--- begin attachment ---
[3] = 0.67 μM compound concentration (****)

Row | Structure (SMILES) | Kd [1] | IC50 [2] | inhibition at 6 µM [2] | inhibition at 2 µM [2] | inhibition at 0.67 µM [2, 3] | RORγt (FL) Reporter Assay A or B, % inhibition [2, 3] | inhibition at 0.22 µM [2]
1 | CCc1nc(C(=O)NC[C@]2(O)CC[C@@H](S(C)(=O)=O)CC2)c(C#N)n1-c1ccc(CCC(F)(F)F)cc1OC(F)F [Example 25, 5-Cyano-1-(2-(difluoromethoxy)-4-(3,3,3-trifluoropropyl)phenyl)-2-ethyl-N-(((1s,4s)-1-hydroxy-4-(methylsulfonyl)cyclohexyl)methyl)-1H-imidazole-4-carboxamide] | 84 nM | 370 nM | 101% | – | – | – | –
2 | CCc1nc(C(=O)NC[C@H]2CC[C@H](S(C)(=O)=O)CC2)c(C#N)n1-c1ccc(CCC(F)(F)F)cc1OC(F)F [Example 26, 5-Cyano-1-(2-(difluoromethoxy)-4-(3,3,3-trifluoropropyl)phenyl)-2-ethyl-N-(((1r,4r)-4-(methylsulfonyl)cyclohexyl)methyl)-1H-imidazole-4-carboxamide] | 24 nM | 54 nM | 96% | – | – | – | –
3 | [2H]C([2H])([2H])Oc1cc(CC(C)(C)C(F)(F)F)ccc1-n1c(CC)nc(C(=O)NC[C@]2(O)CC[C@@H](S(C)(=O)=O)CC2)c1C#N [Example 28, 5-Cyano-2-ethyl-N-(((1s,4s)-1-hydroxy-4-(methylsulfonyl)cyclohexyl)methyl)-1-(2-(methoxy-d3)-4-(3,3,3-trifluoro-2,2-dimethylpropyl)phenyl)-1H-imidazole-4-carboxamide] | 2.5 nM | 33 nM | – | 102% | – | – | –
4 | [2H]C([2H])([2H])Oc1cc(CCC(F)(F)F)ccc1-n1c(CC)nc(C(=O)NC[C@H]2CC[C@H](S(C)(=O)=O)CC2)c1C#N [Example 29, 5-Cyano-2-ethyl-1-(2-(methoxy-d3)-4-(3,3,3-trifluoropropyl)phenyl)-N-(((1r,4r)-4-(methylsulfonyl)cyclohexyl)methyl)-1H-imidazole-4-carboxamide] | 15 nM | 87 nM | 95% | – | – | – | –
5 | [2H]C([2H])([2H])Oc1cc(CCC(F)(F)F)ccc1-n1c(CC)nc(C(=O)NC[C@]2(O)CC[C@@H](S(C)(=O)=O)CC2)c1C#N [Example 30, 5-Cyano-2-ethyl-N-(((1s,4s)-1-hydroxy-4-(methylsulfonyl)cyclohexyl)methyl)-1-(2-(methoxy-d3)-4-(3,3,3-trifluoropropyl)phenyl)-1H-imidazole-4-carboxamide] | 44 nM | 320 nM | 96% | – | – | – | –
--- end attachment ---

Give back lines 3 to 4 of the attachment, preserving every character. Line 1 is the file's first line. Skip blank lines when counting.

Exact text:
1 | CCc1nc(C(=O)NC[C@]2(O)CC[C@@H](S(C)(=O)=O)CC2)c(C#N)n1-c1ccc(CCC(F)(F)F)cc1OC(F)F [Example 25, 5-Cyano-1-(2-(difluoromethoxy)-4-(3,3,3-trifluoropropyl)phenyl)-2-ethyl-N-(((1s,4s)-1-hydroxy-4-(methylsulfonyl)cyclohexyl)methyl)-1H-imidazole-4-carboxamide] | 84 nM | 370 nM | 101% | – | – | – | –
2 | CCc1nc(C(=O)NC[C@H]2CC[C@H](S(C)(=O)=O)CC2)c(C#N)n1-c1ccc(CCC(F)(F)F)cc1OC(F)F [Example 26, 5-Cyano-1-(2-(difluoromethoxy)-4-(3,3,3-trifluoropropyl)phenyl)-2-ethyl-N-(((1r,4r)-4-(methylsulfonyl)cyclohexyl)methyl)-1H-imidazole-4-carboxamide] | 24 nM | 54 nM | 96% | – | – | – | –